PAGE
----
Wlliam Gilmore Simms
Southward Ho! A Spell of Sunshine >> Chapter XIII / The Bride of the Battle. A Tale of the Revolution. >> Page 260

image of pageExplore Inside

Page 260

Novel (Romance) | Redfield | 1854
Transcription 260 SOUTHWARD HO
woman instincts are most lively, and her susceptibilities most
quick to all that is generous and noble. She made the cakes
and prepared the supper for the guests that evening, and they
saw but little of her till the evening feast had been adjusted, and
was about to be discussed. By this time old Frederick Sabb had
made his appearance. He came, bringing with him three of his
neighbors, who were eager to hear the news. They were fol-
lowed, after a little space, and in season for supper, by another
guest�perhaps the most welcome of all to the old couple�in
the person of a favorite preacher of the methodist persuasion.
Elijah Fields, was a man of middle age, of a vigorous mind and
body, earnest and impetuous, and represented, with considerable
efficiency, in his primitive province, the usefulness of a church
which, perhaps, more than any other, has modelled itself after
that of the Primitive Fathers. We shall see more of Elijah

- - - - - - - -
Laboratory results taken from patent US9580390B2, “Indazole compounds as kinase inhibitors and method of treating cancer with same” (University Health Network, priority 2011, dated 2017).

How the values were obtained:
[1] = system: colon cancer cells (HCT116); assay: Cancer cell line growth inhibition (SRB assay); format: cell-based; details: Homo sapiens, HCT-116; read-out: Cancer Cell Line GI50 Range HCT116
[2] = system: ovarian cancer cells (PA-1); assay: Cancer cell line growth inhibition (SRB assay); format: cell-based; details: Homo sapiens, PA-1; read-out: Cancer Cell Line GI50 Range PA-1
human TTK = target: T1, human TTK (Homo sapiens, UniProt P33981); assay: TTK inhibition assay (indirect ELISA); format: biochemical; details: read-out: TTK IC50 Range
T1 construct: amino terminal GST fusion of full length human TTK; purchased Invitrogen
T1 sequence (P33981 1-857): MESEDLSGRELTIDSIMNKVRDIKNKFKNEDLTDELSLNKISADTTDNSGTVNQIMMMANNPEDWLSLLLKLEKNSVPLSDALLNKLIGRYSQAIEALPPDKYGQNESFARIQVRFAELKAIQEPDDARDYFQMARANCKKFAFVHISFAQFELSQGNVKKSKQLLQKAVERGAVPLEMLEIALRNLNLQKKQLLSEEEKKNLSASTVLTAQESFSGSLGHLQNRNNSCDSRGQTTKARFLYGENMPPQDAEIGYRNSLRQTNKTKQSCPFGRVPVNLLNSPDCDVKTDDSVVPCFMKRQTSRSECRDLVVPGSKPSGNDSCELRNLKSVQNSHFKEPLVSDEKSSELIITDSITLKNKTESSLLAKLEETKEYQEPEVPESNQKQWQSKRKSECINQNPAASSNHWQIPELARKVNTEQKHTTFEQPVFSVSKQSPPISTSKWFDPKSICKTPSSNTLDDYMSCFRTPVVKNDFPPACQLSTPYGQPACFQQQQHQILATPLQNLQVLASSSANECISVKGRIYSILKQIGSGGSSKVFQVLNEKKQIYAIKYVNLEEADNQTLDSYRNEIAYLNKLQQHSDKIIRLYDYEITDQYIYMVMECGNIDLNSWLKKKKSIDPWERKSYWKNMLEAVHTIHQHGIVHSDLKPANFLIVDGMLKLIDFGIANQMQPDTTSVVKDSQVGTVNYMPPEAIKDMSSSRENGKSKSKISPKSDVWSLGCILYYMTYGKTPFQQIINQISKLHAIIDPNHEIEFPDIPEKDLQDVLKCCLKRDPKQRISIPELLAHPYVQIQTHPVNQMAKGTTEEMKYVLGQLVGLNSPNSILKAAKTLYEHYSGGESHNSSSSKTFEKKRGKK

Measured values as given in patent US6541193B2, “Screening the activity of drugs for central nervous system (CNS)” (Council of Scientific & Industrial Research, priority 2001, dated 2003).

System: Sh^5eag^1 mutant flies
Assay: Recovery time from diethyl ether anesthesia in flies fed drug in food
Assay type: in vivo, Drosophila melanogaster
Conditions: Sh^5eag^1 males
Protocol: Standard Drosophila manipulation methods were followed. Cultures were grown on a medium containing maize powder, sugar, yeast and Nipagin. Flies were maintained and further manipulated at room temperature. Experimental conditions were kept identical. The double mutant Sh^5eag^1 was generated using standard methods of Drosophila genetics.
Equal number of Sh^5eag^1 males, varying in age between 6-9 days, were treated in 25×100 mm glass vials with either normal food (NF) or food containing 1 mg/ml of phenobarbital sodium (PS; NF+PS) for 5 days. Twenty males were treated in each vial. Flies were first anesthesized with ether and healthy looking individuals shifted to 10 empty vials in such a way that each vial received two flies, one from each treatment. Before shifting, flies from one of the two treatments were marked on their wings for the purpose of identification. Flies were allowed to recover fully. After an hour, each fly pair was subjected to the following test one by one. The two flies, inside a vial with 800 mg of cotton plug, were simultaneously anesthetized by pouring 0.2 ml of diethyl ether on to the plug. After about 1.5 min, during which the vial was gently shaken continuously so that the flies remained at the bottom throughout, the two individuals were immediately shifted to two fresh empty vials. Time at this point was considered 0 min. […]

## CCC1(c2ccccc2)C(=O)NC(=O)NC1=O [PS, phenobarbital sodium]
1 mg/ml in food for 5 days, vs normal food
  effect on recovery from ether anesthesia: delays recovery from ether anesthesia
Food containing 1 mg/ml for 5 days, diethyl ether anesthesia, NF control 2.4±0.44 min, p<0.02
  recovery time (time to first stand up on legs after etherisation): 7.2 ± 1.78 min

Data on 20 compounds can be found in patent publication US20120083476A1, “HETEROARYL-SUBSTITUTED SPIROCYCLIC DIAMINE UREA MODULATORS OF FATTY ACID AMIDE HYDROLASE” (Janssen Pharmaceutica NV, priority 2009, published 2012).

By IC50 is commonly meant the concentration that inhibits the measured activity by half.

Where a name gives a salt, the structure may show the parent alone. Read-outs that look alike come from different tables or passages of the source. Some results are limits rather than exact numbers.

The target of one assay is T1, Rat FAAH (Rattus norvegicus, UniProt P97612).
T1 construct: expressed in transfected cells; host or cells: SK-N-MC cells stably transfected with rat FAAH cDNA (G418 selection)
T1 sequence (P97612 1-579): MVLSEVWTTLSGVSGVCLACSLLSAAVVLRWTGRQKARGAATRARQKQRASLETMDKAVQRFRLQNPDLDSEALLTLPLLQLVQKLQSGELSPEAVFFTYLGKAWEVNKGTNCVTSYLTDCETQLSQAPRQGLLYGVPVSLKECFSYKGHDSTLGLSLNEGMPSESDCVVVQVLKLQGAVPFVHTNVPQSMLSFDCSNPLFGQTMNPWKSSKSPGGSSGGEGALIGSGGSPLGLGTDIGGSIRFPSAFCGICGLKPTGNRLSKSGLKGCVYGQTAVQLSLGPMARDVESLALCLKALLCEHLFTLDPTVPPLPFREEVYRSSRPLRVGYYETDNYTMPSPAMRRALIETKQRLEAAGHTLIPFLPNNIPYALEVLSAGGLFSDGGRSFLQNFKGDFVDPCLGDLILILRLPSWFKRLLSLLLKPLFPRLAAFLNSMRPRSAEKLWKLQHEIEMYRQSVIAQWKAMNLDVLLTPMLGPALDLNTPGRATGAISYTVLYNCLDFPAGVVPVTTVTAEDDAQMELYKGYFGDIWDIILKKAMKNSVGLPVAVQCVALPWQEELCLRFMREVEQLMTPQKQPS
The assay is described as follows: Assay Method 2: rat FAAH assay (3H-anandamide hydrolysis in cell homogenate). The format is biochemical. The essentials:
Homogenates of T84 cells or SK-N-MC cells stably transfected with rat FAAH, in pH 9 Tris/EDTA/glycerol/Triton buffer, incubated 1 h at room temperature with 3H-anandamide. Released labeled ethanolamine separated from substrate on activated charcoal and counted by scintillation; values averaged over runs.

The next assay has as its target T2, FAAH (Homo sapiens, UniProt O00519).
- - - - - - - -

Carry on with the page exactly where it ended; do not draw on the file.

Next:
Fields hereafter. In the course of the evening, three other
neighbors made their appearance at the farmhouse of Frederick
Sabb ; making a goodly congregation upon which to exercise
the political abilities of Messrs. Wagner and Long. They were
all filled with a more or less lively curiosity in regard to the
events which were in progress, and the objects which the com-
missioners had in view. Four of these neighbors were of the
same good old German stock with Frederick Sabb, but two of
them were natives of the country, from the east bank of the
north branch of the Edisto, who happened to be on a visit to an
adjoining farmstead. The seventh of these was a young Scotch-
man, from Cross Creek, North Carolina, who had already declar-
ed himself very freely against the revolutionary movement. He
had, indeed, gone so far as to designate the patriots as traitors,
deserving a short cord and a sudden shrift ; and this opinion was
expressed with a degree of temper which did not leave it doubt-
ful that he would gladly seek an opportunity to declare himself
offensively in the presence of the commissioners. As we shall
see more of this person hereafter, it is only right that we should
introduce him formally to the reader as Matthew or Mat Dunbar.
He went much more frequently by the name of Mat than Mat-
thew. We may also mention that he was not entirely a politi-
cian. A feeling of a tender nature brought him to the dwelling
of old Sabb, upon whose daughter, Frederica, our young Scotch-